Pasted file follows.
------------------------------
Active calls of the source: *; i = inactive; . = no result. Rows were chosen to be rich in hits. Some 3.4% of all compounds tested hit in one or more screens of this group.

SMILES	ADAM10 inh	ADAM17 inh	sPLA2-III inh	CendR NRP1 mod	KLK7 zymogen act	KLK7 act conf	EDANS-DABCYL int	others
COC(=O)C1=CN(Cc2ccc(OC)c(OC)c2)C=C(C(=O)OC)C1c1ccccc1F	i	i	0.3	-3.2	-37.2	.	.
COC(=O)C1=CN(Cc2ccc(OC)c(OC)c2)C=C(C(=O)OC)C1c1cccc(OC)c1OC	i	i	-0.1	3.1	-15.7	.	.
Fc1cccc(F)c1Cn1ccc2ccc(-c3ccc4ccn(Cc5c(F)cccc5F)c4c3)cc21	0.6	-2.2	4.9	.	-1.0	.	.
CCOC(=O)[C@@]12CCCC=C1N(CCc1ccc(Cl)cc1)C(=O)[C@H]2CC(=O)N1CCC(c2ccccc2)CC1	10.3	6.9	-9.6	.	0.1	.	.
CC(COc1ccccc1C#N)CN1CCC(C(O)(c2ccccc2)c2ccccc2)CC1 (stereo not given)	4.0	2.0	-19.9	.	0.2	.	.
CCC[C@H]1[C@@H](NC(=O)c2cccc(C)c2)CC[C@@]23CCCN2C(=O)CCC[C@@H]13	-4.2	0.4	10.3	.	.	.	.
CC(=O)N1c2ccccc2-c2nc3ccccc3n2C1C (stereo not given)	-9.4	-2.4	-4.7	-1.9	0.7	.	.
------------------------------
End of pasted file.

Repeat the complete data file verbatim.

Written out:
Active calls of the source: *; i = inactive; . = no result. Rows were chosen to be rich in hits. Some 3.4% of all compounds tested hit in one or more screens of this group.

SMILES	ADAM10 inh	ADAM17 inh	sPLA2-III inh	CendR NRP1 mod	KLK7 zymogen act	KLK7 act conf	EDANS-DABCYL int	others
COC(=O)C1=CN(Cc2ccc(OC)c(OC)c2)C=C(C(=O)OC)C1c1ccccc1F	i	i	0.3	-3.2	-37.2	.	.
COC(=O)C1=CN(Cc2ccc(OC)c(OC)c2)C=C(C(=O)OC)C1c1cccc(OC)c1OC	i	i	-0.1	3.1	-15.7	.	.
Fc1cccc(F)c1Cn1ccc2ccc(-c3ccc4ccn(Cc5c(F)cccc5F)c4c3)cc21	0.6	-2.2	4.9	.	-1.0	.	.
CCOC(=O)[C@@]12CCCC=C1N(CCc1ccc(Cl)cc1)C(=O)[C@H]2CC(=O)N1CCC(c2ccccc2)CC1	10.3	6.9	-9.6	.	0.1	.	.
CC(COc1ccccc1C#N)CN1CCC(C(O)(c2ccccc2)c2ccccc2)CC1 (stereo not given)	4.0	2.0	-19.9	.	0.2	.	.
CCC[C@H]1[C@@H](NC(=O)c2cccc(C)c2)CC[C@@]23CCCN2C(=O)CCC[C@@H]13	-4.2	0.4	10.3	.	.	.	.
CC(=O)N1c2ccccc2-c2nc3ccccc3n2C1C (stereo not given)	-9.4	-2.4	-4.7	-1.9	0.7	.	.